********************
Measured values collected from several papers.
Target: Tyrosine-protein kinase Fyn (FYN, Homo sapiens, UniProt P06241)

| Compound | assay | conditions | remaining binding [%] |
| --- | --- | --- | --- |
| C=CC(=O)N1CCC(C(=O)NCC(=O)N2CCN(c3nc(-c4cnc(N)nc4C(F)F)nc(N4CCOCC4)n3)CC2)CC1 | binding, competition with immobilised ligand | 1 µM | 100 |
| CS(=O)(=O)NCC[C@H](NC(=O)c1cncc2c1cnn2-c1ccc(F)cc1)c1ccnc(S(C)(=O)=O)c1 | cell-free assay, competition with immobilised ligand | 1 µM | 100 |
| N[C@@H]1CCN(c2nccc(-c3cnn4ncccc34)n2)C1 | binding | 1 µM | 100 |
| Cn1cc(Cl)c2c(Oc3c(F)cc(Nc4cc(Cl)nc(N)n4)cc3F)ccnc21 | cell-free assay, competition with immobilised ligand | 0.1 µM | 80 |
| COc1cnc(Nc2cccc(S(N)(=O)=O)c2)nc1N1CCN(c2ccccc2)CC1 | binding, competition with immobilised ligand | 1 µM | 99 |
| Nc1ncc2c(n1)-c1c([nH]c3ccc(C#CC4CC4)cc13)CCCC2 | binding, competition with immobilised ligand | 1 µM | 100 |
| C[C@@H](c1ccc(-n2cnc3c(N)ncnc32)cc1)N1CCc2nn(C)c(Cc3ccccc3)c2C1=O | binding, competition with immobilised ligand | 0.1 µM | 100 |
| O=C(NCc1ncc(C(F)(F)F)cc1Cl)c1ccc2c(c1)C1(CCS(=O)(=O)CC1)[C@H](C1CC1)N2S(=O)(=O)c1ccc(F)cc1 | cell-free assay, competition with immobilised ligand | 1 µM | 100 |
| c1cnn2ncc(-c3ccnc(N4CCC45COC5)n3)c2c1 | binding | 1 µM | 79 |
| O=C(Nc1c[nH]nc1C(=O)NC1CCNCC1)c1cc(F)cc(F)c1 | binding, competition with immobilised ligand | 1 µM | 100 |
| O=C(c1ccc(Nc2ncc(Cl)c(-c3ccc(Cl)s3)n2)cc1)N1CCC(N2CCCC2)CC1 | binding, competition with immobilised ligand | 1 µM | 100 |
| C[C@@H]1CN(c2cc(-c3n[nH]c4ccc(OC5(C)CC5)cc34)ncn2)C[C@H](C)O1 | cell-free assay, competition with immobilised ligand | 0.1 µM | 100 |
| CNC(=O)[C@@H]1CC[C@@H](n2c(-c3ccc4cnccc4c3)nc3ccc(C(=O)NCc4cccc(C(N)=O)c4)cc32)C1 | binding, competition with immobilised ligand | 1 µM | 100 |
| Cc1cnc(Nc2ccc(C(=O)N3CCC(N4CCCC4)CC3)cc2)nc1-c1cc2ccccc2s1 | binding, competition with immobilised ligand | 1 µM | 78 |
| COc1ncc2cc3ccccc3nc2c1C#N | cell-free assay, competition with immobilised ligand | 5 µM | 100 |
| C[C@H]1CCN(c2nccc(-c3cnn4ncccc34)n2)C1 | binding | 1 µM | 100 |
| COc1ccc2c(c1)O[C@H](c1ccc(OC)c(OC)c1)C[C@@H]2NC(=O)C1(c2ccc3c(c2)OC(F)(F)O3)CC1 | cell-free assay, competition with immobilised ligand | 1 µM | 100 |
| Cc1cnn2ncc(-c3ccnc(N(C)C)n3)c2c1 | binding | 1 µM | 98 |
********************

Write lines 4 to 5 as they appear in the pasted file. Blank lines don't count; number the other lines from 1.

| --- | --- | --- | --- |
| C=CC(=O)N1CCC(C(=O)NCC(=O)N2CCN(c3nc(-c4cnc(N)nc4C(F)F)nc(N4CCOCC4)n3)CC2)CC1 | binding, competition with immobilised ligand | 1 µM | 100 |